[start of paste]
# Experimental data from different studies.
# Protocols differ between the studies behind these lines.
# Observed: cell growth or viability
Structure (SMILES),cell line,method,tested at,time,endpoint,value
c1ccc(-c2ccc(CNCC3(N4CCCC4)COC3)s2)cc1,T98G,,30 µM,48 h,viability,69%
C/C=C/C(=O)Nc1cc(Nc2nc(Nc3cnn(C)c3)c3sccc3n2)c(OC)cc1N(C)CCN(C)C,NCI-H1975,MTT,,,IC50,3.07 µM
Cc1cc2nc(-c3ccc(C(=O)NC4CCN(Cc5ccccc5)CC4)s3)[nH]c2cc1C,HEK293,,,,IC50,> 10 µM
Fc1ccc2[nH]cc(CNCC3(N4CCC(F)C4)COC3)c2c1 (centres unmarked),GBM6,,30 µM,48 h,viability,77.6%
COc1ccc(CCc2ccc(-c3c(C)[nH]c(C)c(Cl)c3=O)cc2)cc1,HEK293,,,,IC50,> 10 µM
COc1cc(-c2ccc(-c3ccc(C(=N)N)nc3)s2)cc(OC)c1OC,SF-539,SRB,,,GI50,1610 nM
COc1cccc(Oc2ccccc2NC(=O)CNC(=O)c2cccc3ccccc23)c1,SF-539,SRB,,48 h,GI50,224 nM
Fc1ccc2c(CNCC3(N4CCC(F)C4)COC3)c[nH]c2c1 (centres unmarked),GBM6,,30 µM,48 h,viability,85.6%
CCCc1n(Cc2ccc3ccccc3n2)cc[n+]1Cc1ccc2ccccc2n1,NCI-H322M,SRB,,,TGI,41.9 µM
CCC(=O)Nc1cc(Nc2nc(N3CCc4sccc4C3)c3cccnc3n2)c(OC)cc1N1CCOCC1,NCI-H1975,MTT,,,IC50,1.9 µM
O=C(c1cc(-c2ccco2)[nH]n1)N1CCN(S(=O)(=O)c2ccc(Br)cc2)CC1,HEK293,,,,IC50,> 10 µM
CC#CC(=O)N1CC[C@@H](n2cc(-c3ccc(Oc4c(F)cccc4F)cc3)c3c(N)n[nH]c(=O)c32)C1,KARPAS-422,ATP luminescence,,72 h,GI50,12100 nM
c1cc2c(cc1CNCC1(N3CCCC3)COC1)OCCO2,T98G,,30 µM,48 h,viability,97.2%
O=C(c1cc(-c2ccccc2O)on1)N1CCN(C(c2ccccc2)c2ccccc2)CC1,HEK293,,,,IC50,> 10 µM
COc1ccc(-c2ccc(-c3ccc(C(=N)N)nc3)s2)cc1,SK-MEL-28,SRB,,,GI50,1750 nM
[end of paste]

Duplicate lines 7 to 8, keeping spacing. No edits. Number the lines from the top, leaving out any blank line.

Cc1cc2nc(-c3ccc(C(=O)NC4CCN(Cc5ccccc5)CC4)s3)[nH]c2cc1C,HEK293,,,,IC50,> 10 µM
Fc1ccc2[nH]cc(CNCC3(N4CCC(F)C4)COC3)c2c1 (centres unmarked),GBM6,,30 µM,48 h,viability,77.6%